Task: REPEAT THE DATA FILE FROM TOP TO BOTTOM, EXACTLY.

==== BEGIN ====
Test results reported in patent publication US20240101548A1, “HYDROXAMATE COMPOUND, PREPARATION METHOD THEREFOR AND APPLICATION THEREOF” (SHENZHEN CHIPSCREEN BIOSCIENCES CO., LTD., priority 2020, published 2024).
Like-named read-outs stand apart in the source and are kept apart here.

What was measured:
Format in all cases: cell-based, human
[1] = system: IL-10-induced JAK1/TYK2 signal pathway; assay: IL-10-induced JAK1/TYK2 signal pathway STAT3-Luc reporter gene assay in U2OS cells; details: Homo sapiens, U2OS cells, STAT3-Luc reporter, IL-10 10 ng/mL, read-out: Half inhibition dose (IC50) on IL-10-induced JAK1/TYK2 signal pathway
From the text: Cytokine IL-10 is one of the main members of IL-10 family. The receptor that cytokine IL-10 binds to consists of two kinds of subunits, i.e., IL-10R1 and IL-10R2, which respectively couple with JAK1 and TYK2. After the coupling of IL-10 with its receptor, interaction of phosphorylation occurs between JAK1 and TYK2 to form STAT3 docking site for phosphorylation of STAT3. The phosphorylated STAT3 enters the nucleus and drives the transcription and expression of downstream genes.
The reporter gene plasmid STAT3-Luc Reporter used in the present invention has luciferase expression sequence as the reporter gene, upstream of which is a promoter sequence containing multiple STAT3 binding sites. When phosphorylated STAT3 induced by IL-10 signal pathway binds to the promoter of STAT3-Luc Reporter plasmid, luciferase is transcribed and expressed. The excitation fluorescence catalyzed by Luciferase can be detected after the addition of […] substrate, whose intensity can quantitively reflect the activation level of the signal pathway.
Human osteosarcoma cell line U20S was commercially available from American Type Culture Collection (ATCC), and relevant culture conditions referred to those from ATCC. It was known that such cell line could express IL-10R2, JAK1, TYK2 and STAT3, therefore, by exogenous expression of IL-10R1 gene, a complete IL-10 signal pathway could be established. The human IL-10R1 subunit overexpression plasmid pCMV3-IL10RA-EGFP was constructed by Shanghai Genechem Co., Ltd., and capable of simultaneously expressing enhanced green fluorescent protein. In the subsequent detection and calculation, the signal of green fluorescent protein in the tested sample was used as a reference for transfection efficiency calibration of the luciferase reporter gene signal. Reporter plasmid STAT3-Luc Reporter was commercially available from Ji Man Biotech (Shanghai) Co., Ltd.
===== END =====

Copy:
Test results reported in patent publication US20240101548A1, “HYDROXAMATE COMPOUND, PREPARATION METHOD THEREFOR AND APPLICATION THEREOF” (SHENZHEN CHIPSCREEN BIOSCIENCES CO., LTD., priority 2020, published 2024).
Like-named read-outs stand apart in the source and are kept apart here.

What was measured:
Format in all cases: cell-based, human
[1] = system: IL-10-induced JAK1/TYK2 signal pathway; assay: IL-10-induced JAK1/TYK2 signal pathway STAT3-Luc reporter gene assay in U2OS cells; details: Homo sapiens, U2OS cells, STAT3-Luc reporter, IL-10 10 ng/mL, read-out: Half inhibition dose (IC50) on IL-10-induced JAK1/TYK2 signal pathway
From the text: Cytokine IL-10 is one of the main members of IL-10 family. The receptor that cytokine IL-10 binds to consists of two kinds of subunits, i.e., IL-10R1 and IL-10R2, which respectively couple with JAK1 and TYK2. After the coupling of IL-10 with its receptor, interaction of phosphorylation occurs between JAK1 and TYK2 to form STAT3 docking site for phosphorylation of STAT3. The phosphorylated STAT3 enters the nucleus and drives the transcription and expression of downstream genes.
The reporter gene plasmid STAT3-Luc Reporter used in the present invention has luciferase expression sequence as the reporter gene, upstream of which is a promoter sequence containing multiple STAT3 binding sites. When phosphorylated STAT3 induced by IL-10 signal pathway binds to the promoter of STAT3-Luc Reporter plasmid, luciferase is transcribed and expressed. The excitation fluorescence catalyzed by Luciferase can be detected after the addition of […] substrate, whose intensity can quantitively reflect the activation level of the signal pathway.
Human osteosarcoma cell line U20S was commercially available from American Type Culture Collection (ATCC), and relevant culture conditions referred to those from ATCC. It was known that such cell line could express IL-10R2, JAK1, TYK2 and STAT3, therefore, by exogenous expression of IL-10R1 gene, a complete IL-10 signal pathway could be established. The human IL-10R1 subunit overexpression plasmid pCMV3-IL10RA-EGFP was constructed by Shanghai Genechem Co., Ltd., and capable of simultaneously expressing enhanced green fluorescent protein. In the subsequent detection and calculation, the signal of green fluorescent protein in the tested sample was used as a reference for transfection efficiency calibration of the luciferase reporter gene signal. Reporter plasmid STAT3-Luc Reporter was commercially available from Ji Man Biotech (Shanghai) Co., Ltd.